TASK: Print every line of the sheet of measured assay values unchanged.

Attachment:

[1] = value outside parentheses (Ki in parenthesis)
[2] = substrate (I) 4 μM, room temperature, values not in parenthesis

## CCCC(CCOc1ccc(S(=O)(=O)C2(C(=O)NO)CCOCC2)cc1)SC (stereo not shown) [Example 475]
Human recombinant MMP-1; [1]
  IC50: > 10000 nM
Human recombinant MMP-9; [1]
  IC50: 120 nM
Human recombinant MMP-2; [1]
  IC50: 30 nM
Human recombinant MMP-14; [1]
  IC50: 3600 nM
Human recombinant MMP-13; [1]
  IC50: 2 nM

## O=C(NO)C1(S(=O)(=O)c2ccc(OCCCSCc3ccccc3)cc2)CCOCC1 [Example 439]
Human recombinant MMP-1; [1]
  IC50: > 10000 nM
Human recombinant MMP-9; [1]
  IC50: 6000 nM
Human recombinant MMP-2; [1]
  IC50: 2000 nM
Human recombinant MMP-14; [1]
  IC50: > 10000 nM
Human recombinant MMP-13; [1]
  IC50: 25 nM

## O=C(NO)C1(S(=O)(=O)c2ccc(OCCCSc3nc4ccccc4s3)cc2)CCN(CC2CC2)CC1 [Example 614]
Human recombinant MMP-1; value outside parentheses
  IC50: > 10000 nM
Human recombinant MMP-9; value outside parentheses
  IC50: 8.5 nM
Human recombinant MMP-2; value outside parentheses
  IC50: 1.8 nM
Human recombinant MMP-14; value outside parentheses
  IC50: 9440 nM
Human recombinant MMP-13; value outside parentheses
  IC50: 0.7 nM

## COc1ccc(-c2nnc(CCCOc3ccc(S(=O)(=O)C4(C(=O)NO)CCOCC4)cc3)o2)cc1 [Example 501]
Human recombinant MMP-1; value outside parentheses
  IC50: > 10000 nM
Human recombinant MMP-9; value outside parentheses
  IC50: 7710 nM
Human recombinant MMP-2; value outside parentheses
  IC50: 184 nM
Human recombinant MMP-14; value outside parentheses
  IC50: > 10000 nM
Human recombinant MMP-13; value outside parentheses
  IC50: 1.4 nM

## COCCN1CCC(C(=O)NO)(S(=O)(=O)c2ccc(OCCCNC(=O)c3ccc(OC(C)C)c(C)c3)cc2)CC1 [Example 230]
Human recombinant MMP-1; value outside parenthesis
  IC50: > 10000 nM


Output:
[1] = value outside parentheses (Ki in parenthesis)
[2] = substrate (I) 4 μM, room temperature, values not in parenthesis

## CCCC(CCOc1ccc(S(=O)(=O)C2(C(=O)NO)CCOCC2)cc1)SC (stereo not shown) [Example 475]
Human recombinant MMP-1; [1]
  IC50: > 10000 nM
Human recombinant MMP-9; [1]
  IC50: 120 nM
Human recombinant MMP-2; [1]
  IC50: 30 nM
Human recombinant MMP-14; [1]
  IC50: 3600 nM
Human recombinant MMP-13; [1]
  IC50: 2 nM

## O=C(NO)C1(S(=O)(=O)c2ccc(OCCCSCc3ccccc3)cc2)CCOCC1 [Example 439]
Human recombinant MMP-1; [1]
  IC50: > 10000 nM
Human recombinant MMP-9; [1]
  IC50: 6000 nM
Human recombinant MMP-2; [1]
  IC50: 2000 nM
Human recombinant MMP-14; [1]
  IC50: > 10000 nM
Human recombinant MMP-13; [1]
  IC50: 25 nM

## O=C(NO)C1(S(=O)(=O)c2ccc(OCCCSc3nc4ccccc4s3)cc2)CCN(CC2CC2)CC1 [Example 614]
Human recombinant MMP-1; value outside parentheses
  IC50: > 10000 nM
Human recombinant MMP-9; value outside parentheses
  IC50: 8.5 nM
Human recombinant MMP-2; value outside parentheses
  IC50: 1.8 nM
Human recombinant MMP-14; value outside parentheses
  IC50: 9440 nM
Human recombinant MMP-13; value outside parentheses
  IC50: 0.7 nM

## COc1ccc(-c2nnc(CCCOc3ccc(S(=O)(=O)C4(C(=O)NO)CCOCC4)cc3)o2)cc1 [Example 501]
Human recombinant MMP-1; value outside parentheses
  IC50: > 10000 nM
Human recombinant MMP-9; value outside parentheses
  IC50: 7710 nM
Human recombinant MMP-2; value outside parentheses
  IC50: 184 nM
Human recombinant MMP-14; value outside parentheses
  IC50: > 10000 nM
Human recombinant MMP-13; value outside parentheses
  IC50: 1.4 nM

## COCCN1CCC(C(=O)NO)(S(=O)(=O)c2ccc(OCCCNC(=O)c3ccc(OC(C)C)c(C)c3)cc2)CC1 [Example 230]
Human recombinant MMP-1; value outside parenthesis
  IC50: > 10000 nM